Since its days as capital of the western Roman Empire from AD 286 to 402, Milan (pop. 1,300,000) has embraced modem life more forcefully than any other major Italian city. The pace of life is quick, and il dolce difar niente (the sweetness of doing nothing) is an unfamiliar taste. Although Milan’s growth has brought petty crime and drugs, the city remains on the cutting edge of finance, fashion, and fun.


Flights: Malpensa Airport (MXP; 02 74 85 22 00), 45km from town. Handles intercontinental flights. Malpensa Express leaves Cadorna Metro station for the airport (45min.r ‚9). Linate Airport (LIN; 02 74 85 22 00), 7km away, covers Europe. Take bus #73 from MM1: P.S. Babila (‚1).

Trains: Stazione Centrale ((01) 47 88 80 88), in P. Duca d’Aosta on MM2. Info office open daily 7am-9:30pm. Every hour to: Florence (22hr. ‚22); Genoa (lVihr. ‚8); Rome (4V2hr. ‚39); Turin (2hr. ‚8); and Venice (3hr. ‚13).

Buses: Stazione Centrale. Intercity buses tend to be less convenient and more expensive than trains. SAL, SIA, Autostradale, and other carriers leave from P. Castello and nearby (MM1: Cairoli) for Bergamo, the Lake Country, and Turin.

Public Transportation: The Metro (Metropolitana Milanese, or MM) runs 6am-midnight. ATM buses handle local transportation. Ticket booths (toll free 800 01 68 57) are open M-Sa 7:15am-7:15pm. Single-fare tickets ‚1, day passes ‚3, 2-day ‚5.50.


The layout of the city resembles a giant target, encircled by a series of ancient concentric city walls. In the outer rings lie suburbs built during the 1950s and 60s to house southern immigrants. Within the inner circle are four central squares: Piazza Duomo, at the end of V. Mercanti; Piazza Cairoli, near the Castello Sforzesco; Piazza Cordusio, connected to Largo Cairoli by V. Dante; and Piazza San Babila, the business and fashion district along C. Vittorio Emanuele. The duomo and Galleria Vittorio Emanuele constitute the bull’s-eye, roughly at the center of the downtown circle. Radiating from the center are two large parks, the Giardini Pubblici and the Parco Sempione. From the colossal Stazione Centrale train station, farther north-east, you can take a scenic ride on bus #60 or the more efficient commute on subway line #3 to the downtown hub. Via Vito Pisani, which leads to the mammoth Piazza della Repubblica, connects the station to the downtown area.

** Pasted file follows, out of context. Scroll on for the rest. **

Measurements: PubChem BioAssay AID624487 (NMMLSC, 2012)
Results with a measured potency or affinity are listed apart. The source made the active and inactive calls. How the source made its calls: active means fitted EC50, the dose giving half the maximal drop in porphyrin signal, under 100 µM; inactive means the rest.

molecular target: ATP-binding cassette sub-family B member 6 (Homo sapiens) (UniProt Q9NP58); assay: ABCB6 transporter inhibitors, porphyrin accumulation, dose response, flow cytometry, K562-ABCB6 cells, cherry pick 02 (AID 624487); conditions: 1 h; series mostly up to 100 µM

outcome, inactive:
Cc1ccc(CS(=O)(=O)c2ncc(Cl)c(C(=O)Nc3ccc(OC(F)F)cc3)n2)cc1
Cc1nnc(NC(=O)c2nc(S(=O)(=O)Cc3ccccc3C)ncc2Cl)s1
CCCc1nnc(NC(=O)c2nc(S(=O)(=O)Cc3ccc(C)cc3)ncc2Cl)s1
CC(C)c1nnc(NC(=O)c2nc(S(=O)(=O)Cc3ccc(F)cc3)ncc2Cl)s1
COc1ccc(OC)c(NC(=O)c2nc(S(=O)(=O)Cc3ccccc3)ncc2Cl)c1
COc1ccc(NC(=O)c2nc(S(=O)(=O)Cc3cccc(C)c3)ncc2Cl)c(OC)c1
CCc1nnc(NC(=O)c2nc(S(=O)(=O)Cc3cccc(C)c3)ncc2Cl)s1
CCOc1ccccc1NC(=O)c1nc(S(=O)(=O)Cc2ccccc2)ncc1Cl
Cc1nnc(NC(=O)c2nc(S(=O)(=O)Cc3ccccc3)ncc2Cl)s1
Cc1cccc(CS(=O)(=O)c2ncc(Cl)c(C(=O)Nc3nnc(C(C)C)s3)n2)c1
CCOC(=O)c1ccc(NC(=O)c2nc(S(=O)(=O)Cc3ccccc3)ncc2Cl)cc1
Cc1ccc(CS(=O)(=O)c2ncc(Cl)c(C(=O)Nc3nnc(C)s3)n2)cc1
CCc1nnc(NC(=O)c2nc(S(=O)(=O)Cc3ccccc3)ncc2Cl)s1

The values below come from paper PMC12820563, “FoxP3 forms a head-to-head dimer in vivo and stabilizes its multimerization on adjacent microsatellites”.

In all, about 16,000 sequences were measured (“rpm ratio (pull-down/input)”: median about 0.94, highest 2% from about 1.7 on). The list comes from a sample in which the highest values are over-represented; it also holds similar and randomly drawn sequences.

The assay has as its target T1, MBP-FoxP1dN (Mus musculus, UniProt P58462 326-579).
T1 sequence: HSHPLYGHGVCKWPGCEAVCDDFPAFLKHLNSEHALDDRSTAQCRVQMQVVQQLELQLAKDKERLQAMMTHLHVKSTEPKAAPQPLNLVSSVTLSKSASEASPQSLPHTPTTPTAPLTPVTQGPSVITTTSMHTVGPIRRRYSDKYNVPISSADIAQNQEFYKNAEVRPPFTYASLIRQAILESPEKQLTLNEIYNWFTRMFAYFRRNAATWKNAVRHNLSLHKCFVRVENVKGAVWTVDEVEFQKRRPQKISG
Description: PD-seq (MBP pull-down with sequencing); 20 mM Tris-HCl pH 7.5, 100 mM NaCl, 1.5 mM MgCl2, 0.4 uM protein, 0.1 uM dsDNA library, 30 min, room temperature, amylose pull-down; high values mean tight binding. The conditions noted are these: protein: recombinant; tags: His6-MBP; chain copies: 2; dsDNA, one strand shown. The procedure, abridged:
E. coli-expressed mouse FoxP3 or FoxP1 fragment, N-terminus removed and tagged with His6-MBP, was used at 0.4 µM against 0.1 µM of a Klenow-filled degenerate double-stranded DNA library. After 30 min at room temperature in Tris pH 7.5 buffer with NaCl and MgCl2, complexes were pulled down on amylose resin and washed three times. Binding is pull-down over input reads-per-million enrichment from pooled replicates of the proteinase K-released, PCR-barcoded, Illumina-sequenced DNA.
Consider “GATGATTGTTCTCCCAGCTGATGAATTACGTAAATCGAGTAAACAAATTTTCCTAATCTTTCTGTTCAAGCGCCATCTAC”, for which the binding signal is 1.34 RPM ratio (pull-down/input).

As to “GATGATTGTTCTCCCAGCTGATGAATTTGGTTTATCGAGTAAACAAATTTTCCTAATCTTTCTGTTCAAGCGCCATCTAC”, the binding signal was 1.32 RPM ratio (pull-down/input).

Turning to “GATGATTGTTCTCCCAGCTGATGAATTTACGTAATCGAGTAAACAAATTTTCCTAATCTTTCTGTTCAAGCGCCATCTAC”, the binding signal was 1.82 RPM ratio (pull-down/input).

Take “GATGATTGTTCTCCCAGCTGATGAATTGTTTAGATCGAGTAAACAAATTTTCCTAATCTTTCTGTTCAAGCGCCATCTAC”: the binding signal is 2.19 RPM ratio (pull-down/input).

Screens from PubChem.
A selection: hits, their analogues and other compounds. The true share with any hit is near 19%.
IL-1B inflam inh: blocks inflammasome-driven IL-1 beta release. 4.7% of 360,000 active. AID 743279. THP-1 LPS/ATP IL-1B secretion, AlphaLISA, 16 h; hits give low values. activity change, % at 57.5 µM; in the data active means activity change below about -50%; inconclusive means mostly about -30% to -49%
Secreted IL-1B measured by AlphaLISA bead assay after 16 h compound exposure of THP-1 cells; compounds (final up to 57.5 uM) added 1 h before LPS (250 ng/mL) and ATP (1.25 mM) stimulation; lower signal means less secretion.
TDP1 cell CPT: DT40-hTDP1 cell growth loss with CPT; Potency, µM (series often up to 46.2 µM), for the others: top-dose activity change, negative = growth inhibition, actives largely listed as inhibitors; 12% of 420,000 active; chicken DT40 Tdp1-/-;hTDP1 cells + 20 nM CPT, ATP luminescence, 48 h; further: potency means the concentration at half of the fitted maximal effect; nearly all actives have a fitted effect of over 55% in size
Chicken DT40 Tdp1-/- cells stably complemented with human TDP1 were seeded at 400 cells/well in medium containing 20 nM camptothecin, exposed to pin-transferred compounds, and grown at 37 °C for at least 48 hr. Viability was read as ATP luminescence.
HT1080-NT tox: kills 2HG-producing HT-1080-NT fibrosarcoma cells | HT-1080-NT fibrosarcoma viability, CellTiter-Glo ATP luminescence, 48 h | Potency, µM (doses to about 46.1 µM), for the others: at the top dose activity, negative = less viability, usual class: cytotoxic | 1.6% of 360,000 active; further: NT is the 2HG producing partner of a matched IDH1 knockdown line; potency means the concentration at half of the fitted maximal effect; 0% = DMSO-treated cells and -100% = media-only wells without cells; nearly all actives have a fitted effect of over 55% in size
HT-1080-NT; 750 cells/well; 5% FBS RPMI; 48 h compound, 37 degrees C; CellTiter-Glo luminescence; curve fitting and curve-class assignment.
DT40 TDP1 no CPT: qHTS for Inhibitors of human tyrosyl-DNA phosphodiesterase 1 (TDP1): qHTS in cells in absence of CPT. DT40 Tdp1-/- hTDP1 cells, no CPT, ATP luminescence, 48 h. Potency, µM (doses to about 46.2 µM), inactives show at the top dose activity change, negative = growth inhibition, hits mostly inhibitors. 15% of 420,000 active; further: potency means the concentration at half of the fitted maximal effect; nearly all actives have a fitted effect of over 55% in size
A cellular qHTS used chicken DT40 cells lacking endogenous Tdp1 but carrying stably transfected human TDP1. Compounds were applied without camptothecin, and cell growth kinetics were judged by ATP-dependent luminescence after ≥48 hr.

Tourist Office: APT, V. Marconi 1 (02 72 52 43 00;, in the Palazzo di Turismo in P. Duomo. Pick up the comprehensive Milano e Milano as well as Milano Mese for info on activities and clubs. Open M-Sa 9am-lpm and 3-6pm, Su 9am-lpm and 3-5pm.

American Express: V. Larga 7 (s02 72 00 36 93), on the corner of V. dell’Orso. Walk through the Galleria, across P. Scala, and up V. Verdi. Holds mail free for AmEx members for 1 month, otherwise ‚5 per month. Handles wire transfers for AmEx cardholders. Also exchanges currency. Open M-F 9am-5:30pm.

Emergencies: 118. Toll-free Operator: 12. Medical Assistance: s38 83.

Police: 113 or 02 772 71. Carabinieri (tourist police): 112.

Hospital: Ospedale Maggiore di Milano, V. Francesco Sforza 35 (s02 550 31).

24hr. Pharmacy: Galeria at Stazione Centrale. (02 669 07 35).

Internet Access: Enjoy Internet, V. le Tunisia 11 (02 36 55 08 05). ‚2 per hr. Open M-Sa 9am-midnight, Su 9:30am-ll:30pm.

Post Office: V. Cordusio 4 (02 72 10 41). Address mail to be held: First Name SURNAME, In Fermo Posta, Ufficio Postale Centrale di Piazza Cordusio 4, Milano 20100, ITALY. Open M-F 8:30am-7:30pm, Sa 8:30am-lpm.


Every season in Milan is high season except August. A single room in a decent establishment for under ‚35 is a real find. For the best deals, try the city’s southern periphery or the areas south and east of the train station. When possible, make reservations well ahead of time.

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